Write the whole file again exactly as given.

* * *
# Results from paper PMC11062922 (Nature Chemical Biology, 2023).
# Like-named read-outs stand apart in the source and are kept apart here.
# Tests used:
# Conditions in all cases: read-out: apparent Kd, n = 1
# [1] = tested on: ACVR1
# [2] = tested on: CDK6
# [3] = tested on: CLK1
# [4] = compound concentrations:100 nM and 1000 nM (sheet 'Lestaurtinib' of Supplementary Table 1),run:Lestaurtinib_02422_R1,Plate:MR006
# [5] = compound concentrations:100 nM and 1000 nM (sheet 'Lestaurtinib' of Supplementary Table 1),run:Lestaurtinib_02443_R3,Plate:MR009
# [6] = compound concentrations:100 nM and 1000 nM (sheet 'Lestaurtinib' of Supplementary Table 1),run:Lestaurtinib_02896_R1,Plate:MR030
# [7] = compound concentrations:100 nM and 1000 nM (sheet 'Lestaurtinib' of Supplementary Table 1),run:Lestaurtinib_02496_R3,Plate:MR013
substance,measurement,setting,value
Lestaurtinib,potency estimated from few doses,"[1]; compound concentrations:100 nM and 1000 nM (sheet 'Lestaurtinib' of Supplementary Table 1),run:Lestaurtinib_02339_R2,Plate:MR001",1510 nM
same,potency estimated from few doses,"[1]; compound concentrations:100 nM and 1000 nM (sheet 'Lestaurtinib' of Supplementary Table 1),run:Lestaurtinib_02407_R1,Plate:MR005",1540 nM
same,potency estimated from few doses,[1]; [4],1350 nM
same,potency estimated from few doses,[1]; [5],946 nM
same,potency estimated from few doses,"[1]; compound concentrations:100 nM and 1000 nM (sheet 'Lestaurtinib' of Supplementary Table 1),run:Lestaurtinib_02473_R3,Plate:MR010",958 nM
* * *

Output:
# Results from paper PMC11062922 (Nature Chemical Biology, 2023).
# Like-named read-outs stand apart in the source and are kept apart here.
# Tests used:
# Conditions in all cases: read-out: apparent Kd, n = 1
# [1] = tested on: ACVR1
# [2] = tested on: CDK6
# [3] = tested on: CLK1
# [4] = compound concentrations:100 nM and 1000 nM (sheet 'Lestaurtinib' of Supplementary Table 1),run:Lestaurtinib_02422_R1,Plate:MR006
# [5] = compound concentrations:100 nM and 1000 nM (sheet 'Lestaurtinib' of Supplementary Table 1),run:Lestaurtinib_02443_R3,Plate:MR009
# [6] = compound concentrations:100 nM and 1000 nM (sheet 'Lestaurtinib' of Supplementary Table 1),run:Lestaurtinib_02896_R1,Plate:MR030
# [7] = compound concentrations:100 nM and 1000 nM (sheet 'Lestaurtinib' of Supplementary Table 1),run:Lestaurtinib_02496_R3,Plate:MR013
substance,measurement,setting,value
Lestaurtinib,potency estimated from few doses,"[1]; compound concentrations:100 nM and 1000 nM (sheet 'Lestaurtinib' of Supplementary Table 1),run:Lestaurtinib_02339_R2,Plate:MR001",1510 nM
same,potency estimated from few doses,"[1]; compound concentrations:100 nM and 1000 nM (sheet 'Lestaurtinib' of Supplementary Table 1),run:Lestaurtinib_02407_R1,Plate:MR005",1540 nM
same,potency estimated from few doses,[1]; [4],1350 nM
same,potency estimated from few doses,[1]; [5],946 nM
same,potency estimated from few doses,"[1]; compound concentrations:100 nM and 1000 nM (sheet 'Lestaurtinib' of Supplementary Table 1),run:Lestaurtinib_02473_R3,Plate:MR010",958 nM